After my most enjoyable Sawtooths backpacking trip, I needed a shower. Well, at least that's what My Lovely Bride told me, but Rudy and Gretchen didn't complain one bit about my smell. After using a couple of hundred gallons of water and two bars of soap, I got cleaned up and dressed for our date... we were celebrating Suzanne's birthday a few days early, and we dined at The Ram, one of the best restaurants in Sun Valley (and also the oldest, operating since 1937). The food was amazing! Suzanne had the tuna stack appetizer and Alaskan halibut; I had the artichoke tart and Idaho ruby trout. As you can see, she got all dolled up for our special dinner!
Here are some photos and comments from two hikes we made in the Pioneer Mountains near Hailey, Idaho... this aspen (Populus tremuloides) along Hyndman Creek has been felled by a North American beaver (Castor canadensis), for food and dam-building. Since my years as a Boy Scout, I have admired beavers, both for their industriousness and engineering skills. They work only at night, and can rebuild a damaged/destroyed dam overnight. Ponds created by their dams help isolate their lodges, which they cover with mud so that the mud freezes as hard as stone in winter, keeping the beavers safe from attack by wolves and wolverines. Lodges typically will hold a max of four adults and six to eight youngsters.
The creek itself was running strongly, but upstream we found a small bridge that allowed us to keep our boots dry.
Suzanne made one of these hikes with me; the other was solo. It's certainly nicer hiking together, but her work schedule was quite busy, so what's a guy to do but go for a hike?
My turning point on the solo hike was this ledge with a pleasantly noisy cascade to lull me to sleep, had I had been so inclined.
Wildflowers were both beautiful and abundant, mostly in meadows along the trail, but also scattered on the mountainsides; here are just a few...
This plaque reflects Hemingway's love of the outdoors, and I would be hard pressed to improve on it were I looking for words for a similar purpose...
While on the subject of maintenance, I must commend the guy in a nearby RV who convinced his wife/girlfriend to climb onto the roof and scrub down the topsides... "Suzanne, look at this wonderful woman on the roof of that RV! She must be very special!" SMACK!!!
From Idaho, we traveled to Montana to visit our friends Dick and Alis Arrowood. Wine aficionados may recognize Dick as the long-time winemaker at Chateau St Jean who put that vineyard on the map, so to speak. He then started Arrowood Vineyards, ran it for years, and sold it. Now he and Alis own Amapola Creek Vineyard (see my blog post from July 8th 2019). We drove to the Arrowood's ranch and had a fabulous 3 day visit. Dick is a top-level competitive sporting clays shooter, and tried to teach me to shoot sporting clays, like trap and skeet but for serious upland bird shotgunners.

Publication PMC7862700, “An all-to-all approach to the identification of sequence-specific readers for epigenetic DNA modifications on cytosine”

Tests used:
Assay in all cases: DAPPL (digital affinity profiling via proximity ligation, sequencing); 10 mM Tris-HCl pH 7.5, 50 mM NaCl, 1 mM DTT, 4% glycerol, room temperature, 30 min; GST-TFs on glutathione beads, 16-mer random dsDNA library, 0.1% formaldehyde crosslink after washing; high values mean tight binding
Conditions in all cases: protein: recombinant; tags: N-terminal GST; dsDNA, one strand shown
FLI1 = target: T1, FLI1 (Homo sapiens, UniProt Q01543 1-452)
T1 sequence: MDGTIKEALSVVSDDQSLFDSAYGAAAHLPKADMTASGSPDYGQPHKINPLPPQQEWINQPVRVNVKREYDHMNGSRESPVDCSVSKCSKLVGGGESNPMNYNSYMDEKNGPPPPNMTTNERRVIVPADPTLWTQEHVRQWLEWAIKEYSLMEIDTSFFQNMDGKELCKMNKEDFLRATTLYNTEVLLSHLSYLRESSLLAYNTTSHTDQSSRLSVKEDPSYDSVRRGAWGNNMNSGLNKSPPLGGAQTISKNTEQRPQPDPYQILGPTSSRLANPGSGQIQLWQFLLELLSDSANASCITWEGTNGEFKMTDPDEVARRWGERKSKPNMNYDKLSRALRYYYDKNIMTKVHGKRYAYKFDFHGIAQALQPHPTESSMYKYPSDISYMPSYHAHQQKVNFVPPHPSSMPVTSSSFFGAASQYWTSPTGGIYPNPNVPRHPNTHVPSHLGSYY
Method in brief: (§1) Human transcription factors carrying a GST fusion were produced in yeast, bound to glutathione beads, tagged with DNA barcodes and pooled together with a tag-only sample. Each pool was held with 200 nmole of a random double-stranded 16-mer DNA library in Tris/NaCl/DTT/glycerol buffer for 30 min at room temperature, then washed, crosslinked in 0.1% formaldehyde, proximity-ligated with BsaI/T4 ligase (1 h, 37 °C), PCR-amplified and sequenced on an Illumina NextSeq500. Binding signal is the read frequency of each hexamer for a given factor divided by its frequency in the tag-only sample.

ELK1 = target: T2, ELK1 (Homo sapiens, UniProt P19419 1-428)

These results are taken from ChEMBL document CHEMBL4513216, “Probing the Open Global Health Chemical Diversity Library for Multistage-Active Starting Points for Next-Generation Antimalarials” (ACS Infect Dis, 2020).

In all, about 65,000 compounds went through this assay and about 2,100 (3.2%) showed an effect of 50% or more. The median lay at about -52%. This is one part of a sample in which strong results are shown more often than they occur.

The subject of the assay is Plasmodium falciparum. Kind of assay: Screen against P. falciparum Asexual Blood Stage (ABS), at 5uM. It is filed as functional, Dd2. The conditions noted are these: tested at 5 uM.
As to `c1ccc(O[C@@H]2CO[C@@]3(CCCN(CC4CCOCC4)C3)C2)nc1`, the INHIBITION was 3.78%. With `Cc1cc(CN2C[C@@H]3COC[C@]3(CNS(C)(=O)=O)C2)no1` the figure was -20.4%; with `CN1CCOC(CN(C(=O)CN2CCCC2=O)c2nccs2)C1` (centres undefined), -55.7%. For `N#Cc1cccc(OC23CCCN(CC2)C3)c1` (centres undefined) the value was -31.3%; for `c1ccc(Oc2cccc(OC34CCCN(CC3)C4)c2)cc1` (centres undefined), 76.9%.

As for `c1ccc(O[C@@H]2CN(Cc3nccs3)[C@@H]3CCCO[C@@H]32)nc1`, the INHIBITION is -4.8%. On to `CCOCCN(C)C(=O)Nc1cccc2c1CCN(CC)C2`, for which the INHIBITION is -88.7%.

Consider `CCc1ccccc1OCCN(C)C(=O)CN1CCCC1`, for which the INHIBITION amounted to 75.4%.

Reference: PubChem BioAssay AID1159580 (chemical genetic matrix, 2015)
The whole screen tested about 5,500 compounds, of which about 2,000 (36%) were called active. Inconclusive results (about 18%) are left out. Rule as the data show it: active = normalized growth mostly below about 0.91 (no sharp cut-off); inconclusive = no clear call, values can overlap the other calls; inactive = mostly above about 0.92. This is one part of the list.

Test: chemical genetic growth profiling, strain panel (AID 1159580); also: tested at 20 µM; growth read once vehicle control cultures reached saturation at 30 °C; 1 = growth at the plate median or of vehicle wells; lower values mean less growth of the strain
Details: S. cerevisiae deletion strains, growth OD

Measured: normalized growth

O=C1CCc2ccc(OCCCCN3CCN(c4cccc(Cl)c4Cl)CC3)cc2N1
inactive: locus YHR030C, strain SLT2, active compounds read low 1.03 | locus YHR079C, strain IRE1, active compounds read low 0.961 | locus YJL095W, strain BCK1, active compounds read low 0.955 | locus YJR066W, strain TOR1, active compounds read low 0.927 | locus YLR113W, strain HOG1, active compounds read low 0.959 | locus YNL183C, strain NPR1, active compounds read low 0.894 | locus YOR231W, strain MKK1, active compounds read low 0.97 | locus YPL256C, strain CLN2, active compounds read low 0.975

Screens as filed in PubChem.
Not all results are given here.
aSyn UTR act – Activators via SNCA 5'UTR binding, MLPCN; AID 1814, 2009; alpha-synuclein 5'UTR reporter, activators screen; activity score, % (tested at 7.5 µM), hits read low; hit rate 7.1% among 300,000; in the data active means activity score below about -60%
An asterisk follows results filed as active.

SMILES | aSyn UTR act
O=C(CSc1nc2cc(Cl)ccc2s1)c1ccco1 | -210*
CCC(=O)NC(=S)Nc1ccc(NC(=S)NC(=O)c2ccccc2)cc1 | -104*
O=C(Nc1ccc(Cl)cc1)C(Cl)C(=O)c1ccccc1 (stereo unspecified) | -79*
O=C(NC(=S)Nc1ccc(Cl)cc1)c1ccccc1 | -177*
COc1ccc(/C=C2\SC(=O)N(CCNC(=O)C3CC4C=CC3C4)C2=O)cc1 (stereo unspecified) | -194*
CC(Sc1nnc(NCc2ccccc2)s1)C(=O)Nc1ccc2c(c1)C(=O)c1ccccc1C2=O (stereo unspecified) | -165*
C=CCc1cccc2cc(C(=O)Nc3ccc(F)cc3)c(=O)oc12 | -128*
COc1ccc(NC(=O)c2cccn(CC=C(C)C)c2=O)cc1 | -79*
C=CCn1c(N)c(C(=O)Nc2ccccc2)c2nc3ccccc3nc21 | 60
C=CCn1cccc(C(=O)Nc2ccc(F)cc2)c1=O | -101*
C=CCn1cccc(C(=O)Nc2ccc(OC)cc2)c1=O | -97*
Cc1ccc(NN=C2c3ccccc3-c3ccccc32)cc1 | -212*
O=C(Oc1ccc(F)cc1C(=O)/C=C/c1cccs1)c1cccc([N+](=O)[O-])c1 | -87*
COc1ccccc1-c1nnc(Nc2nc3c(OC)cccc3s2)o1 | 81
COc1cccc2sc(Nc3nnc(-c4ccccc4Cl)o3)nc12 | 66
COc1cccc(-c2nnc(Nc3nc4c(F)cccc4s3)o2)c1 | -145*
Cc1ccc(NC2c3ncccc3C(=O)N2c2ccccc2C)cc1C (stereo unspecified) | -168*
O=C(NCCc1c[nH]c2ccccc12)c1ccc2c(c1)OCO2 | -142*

Alis is by far the prettiest clay puller I've ever met! Alis is holding a transmitter that "pulls" the clay thrower and fires the target clay into the air at speeds and angles mimicking quail, pheasant, partridge and grouse, but PETA would be happy that only clay targets are fired upon.
(And then if I'm shooting, the bird population is pretty safe...)
Speaking of keeping warm, while the rest of the country suffered through heat waves, we headed into a much cooler climate - here we are in Sparwood, British Columbia, on the west slope of the Canadian Rockies. Our campsite was on the edge of the woods where bears forage for berries this time of year. My Lovely Bride is snugged up with down jacket, tights, hot tea and a warm blanket, and of course a nice toasty campfire built in Boy Scout tradition by Your Faithful Correspondent! (Yes, Brad, when we went to bed, I made sure the fire was DEAD OUT!)
In closing, I would like all my male readers to see me standing by my new truck, the Titan 33-19. This was on display in Sparwood, and I am negotiating to get it delivered to our new house in South Carolina. Our builders are still trying to figure out how to adjust the garage door to fit it in..... okay, it is really huge, with a 350 ton capacity. Built for Kaiser Steel, it operated at the Eagle Mountain Mine in Southern California until being moved to Sparwood for coal mining in 1978. The bed of this truck will hold two buses and two pickup trucks!